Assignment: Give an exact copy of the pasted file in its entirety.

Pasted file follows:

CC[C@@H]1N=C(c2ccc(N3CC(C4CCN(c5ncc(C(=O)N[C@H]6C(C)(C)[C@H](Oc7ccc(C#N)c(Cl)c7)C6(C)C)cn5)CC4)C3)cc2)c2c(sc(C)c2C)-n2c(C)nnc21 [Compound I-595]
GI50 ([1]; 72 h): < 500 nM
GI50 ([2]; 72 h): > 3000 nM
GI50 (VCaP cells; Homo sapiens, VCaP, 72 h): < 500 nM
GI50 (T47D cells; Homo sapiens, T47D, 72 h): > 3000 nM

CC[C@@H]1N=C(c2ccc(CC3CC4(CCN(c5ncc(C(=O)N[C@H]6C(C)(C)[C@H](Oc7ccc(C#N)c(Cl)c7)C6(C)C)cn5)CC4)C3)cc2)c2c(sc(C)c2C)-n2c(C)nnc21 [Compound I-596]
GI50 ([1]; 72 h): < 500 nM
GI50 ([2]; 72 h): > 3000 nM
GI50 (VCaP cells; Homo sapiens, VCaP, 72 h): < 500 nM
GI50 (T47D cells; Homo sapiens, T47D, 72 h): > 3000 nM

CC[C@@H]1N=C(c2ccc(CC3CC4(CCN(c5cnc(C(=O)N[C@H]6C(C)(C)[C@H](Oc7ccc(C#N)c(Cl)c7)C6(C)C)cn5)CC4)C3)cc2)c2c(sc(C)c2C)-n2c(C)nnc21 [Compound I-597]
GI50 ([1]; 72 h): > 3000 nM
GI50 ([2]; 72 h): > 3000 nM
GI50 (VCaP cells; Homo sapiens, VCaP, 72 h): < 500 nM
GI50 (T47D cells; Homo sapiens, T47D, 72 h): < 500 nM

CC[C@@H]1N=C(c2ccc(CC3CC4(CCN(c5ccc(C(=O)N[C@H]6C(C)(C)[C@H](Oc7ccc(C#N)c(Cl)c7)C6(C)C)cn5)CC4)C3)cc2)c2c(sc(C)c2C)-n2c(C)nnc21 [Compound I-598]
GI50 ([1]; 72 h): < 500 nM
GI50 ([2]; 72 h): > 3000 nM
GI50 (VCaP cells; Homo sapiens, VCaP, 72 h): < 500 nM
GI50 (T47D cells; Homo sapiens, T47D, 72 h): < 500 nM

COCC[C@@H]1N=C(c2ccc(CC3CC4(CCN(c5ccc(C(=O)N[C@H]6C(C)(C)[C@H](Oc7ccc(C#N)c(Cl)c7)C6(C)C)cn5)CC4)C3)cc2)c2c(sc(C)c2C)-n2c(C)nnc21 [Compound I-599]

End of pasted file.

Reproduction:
CC[C@@H]1N=C(c2ccc(N3CC(C4CCN(c5ncc(C(=O)N[C@H]6C(C)(C)[C@H](Oc7ccc(C#N)c(Cl)c7)C6(C)C)cn5)CC4)C3)cc2)c2c(sc(C)c2C)-n2c(C)nnc21 [Compound I-595]
GI50 ([1]; 72 h): < 500 nM
GI50 ([2]; 72 h): > 3000 nM
GI50 (VCaP cells; Homo sapiens, VCaP, 72 h): < 500 nM
GI50 (T47D cells; Homo sapiens, T47D, 72 h): > 3000 nM

CC[C@@H]1N=C(c2ccc(CC3CC4(CCN(c5ncc(C(=O)N[C@H]6C(C)(C)[C@H](Oc7ccc(C#N)c(Cl)c7)C6(C)C)cn5)CC4)C3)cc2)c2c(sc(C)c2C)-n2c(C)nnc21 [Compound I-596]
GI50 ([1]; 72 h): < 500 nM
GI50 ([2]; 72 h): > 3000 nM
GI50 (VCaP cells; Homo sapiens, VCaP, 72 h): < 500 nM
GI50 (T47D cells; Homo sapiens, T47D, 72 h): > 3000 nM

CC[C@@H]1N=C(c2ccc(CC3CC4(CCN(c5cnc(C(=O)N[C@H]6C(C)(C)[C@H](Oc7ccc(C#N)c(Cl)c7)C6(C)C)cn5)CC4)C3)cc2)c2c(sc(C)c2C)-n2c(C)nnc21 [Compound I-597]
GI50 ([1]; 72 h): > 3000 nM
GI50 ([2]; 72 h): > 3000 nM
GI50 (VCaP cells; Homo sapiens, VCaP, 72 h): < 500 nM
GI50 (T47D cells; Homo sapiens, T47D, 72 h): < 500 nM

CC[C@@H]1N=C(c2ccc(CC3CC4(CCN(c5ccc(C(=O)N[C@H]6C(C)(C)[C@H](Oc7ccc(C#N)c(Cl)c7)C6(C)C)cn5)CC4)C3)cc2)c2c(sc(C)c2C)-n2c(C)nnc21 [Compound I-598]
GI50 ([1]; 72 h): < 500 nM
GI50 ([2]; 72 h): > 3000 nM
GI50 (VCaP cells; Homo sapiens, VCaP, 72 h): < 500 nM
GI50 (T47D cells; Homo sapiens, T47D, 72 h): < 500 nM

COCC[C@@H]1N=C(c2ccc(CC3CC4(CCN(c5ccc(C(=O)N[C@H]6C(C)(C)[C@H](Oc7ccc(C#N)c(Cl)c7)C6(C)C)cn5)CC4)C3)cc2)c2c(sc(C)c2C)-n2c(C)nnc21 [Compound I-599]